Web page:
Friday, May 29, 2009

Vandenberg - First dive!








Dateline, Key West, May 29, 2009 - The USS General Hoyt S. Vandenberg has now become an extraordinary wreck dive. Located 6 miles offshore of Key West, this 523-foot former missile tracker is so massive it will take several dives to even get a sense of it all. Today, in one 35-minute dive I never had to go below 82-feet and found plenty of very interesting photo-ops. Obviously, she will gain more colorful encrustation and marine life aggregation each day she spends on the bottom. It will be interesting to replicate these same photos in a couple of years, just to see h ow quickly the sponge and coral colonizes the ship.

Thanks to dive model Jaclyn Skafas and my good friends at Dive Key West for providing access to this morning's Vandenberg dive.

Wednesday, May 27, 2009

Vandenberg sinks today!







It took 12 years to get her on location off Key West, and a less than 2 minutes to put her on the bottom. Congratulations Key West! Very nicely done.

Tuesday, May 26, 2009

Key West bound: On my way to Vandenberg sinking










Hit the afternoon light over Bahia Honda Bridge and found a cooperative key deer on Big Pine Key. Then to Mallory Square and the eccentricity that is Old Town, Key West.

Tomorrow they sink the ship.

Saturday, May 16, 2009

Kiteboarding, My first attempts (at shooting, not doing)









One of my daughter's friends, Tom Fields, is a champion kiteboarder. When I learned what he does, and how well he does it, I suggested we meet one afternoon so I could try some kiteboarding photos.

We rendezvoused at Anne's Beach, on the oceanside off Islamorada. I went out to a shallow sandbar just offshore and stood in waist-deep water as Tom and his sister Jamie ran kideboard passes in my proximity.

I had three cameras working that day. My Canon 1DsMKIII in a Secam housing with swivel-45 viewfinder for ultra-high-res water level and over/under shots, a 1DMKIII for 10 frames per second motordrive capability, and a Canon 5DII for its color rendition and HD movie capability. Lenses ranged from 14mmII in housing, to 16-35II, 24-70, and 70-200 on the topside cameras.

While I'd never shot kiteboarding before, it was quite interesting, and challenging. Next time we'll run the passes to the over/unders a little closer, or maybe go to my 16-35 lens so I can zoom to the action. Also, I'd like to try some slow shutter speed pans next time. Maybe even try it offshore wo we can get in some blue water. But, all in all, fun stuff to shoot and DEFINITELY inspires respect in the skill and athleticism of those who do it well, like Jamie and Tom Fields.

Oh yeah, as for the video. As always it seems I was too busy with the stills to shoot much 5DII video, but here's one clip that worked for me, although Tom didn't like the landing. Needed more wind for that particular stunt.

video

Not that I shoot much video with my 5DII, it is very cool that it can be done when the subject suggests motion.

Monday, May 11, 2009

My new website is "Site of the Week"




Actually, quite an accolade given the number of websites produced by Livebooks.com, and the talent of the photographers they attract.



tinyurl.com/livebooks for more info.

Sunday, May 10, 2009

On further inspection

The last time I was in Socorro was 2005, and that was to take a rebreather course on Inspiration and Evolution rebreathers. Mike Folwer of Silent Diving was there and I got a nice series of him on his rebreather in a close encounter with a manta. One of the shot is in exclusive distribution with one of my stock agents, and can't go on a web site without fairly significant fees being assessed. That's not what he (or I) had in mind.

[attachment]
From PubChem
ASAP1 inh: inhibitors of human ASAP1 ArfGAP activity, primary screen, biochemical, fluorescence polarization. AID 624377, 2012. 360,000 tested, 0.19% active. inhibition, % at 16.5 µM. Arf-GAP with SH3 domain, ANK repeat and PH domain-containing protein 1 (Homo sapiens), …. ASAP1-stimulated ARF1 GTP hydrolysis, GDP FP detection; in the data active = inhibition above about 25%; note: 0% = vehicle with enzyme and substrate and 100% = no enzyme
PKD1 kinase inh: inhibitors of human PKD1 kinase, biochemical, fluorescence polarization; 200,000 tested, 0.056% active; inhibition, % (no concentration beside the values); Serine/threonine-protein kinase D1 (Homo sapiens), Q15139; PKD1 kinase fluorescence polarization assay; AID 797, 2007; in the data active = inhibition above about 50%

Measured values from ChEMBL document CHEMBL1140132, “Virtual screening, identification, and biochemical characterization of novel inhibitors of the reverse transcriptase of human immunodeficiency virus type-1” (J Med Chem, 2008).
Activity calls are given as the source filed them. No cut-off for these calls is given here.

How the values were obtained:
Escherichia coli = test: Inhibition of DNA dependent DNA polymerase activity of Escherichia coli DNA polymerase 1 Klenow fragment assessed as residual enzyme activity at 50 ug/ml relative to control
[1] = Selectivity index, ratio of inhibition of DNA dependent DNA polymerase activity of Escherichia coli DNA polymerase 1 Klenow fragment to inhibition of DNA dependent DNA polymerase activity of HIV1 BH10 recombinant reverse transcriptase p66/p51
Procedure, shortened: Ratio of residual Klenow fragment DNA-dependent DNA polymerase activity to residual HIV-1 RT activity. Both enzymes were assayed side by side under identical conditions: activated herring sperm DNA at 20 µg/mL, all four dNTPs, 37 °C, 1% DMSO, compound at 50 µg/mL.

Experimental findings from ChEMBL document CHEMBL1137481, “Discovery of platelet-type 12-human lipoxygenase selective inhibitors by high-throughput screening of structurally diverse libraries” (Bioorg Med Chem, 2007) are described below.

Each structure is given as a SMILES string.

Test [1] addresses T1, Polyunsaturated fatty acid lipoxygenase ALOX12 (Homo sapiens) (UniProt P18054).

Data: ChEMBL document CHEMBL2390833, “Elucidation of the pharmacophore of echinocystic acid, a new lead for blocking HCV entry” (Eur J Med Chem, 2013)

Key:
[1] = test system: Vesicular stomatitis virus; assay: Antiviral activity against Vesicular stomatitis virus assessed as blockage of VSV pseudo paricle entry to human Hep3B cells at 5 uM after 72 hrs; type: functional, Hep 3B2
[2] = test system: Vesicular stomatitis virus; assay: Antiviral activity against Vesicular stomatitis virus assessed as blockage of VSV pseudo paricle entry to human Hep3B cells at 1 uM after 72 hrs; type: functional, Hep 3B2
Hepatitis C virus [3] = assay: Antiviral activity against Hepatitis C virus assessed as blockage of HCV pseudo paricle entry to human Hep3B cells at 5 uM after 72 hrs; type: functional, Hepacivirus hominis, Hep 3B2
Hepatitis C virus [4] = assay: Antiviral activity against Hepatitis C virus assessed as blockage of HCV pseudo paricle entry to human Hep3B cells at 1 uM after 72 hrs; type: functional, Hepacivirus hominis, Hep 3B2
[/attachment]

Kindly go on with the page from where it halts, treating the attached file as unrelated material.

So, when Mike asked for a shot for his web site, I knew this one was not available. Which in turn forced me to go back to an archive I hadn't looked at for at least a year. Good thing too, because I found a couple of shots I like, that were invisible to me after I picked the one "favorite" from the series.




Nice to see alternates from that trip once again, and to view a shoot from a new perspective now and then.

Friday, May 8, 2009

Vandenberg_More







They recently had a media day, and I was invited to walk around the Vandenberg as it is being prepared to sink off Key West, sometime late May.

These are some random shots of the vessel. Exciting potential with such interesting structure on the upper decks. Lots of fish habitat and wide angle photo opportunities in reasonable depths, assuming upright sinking, knock on wood.

Saturday, May 2, 2009

Clyde Butcher and me



Here is a shot of photographer Clyde Butcher and me. Guess which is which.

Clyde was in Key West for an exhibit of his extraordinary black-and-white large format photos of South Florida's remote wetlands as a benefit for Sanctuary Friends Foundation of the Florida Keys: http://sanctuaryfriends.org/. (I am on the Board of Directors of SFFFK)

A new ad with one of my swimming shots



When I was a kid, competitive swimming might have been the most important thing in my life. I swam for 13-years, and even went to college on a swimming scholarship. OK, I admit is was a small college and a small scholarship, but I was very passionate about the sport.

These days I still swim, in the ocean with scuba gear obviously, but also in the mornings when I'm home in Key Largo, with a group of friends in a Master's swim program. I've also taken an interest in the art of swimming, finding new ways to photograph elite swimmers, some of which can be seen on my portfolio site at www.stephenfrinkphoto.com, direct link http://tinyurl.com/cr88wx.

The ad above is for our local pool, Jacobs Aquatic Center. The photo below is from that site as well, and shows Milorad Cavic, the swimmer that so nearly beat Michael Phelps in the 100-meter butterfly at last summer's Olympics in an ad shoot I did for Swans swim goggles.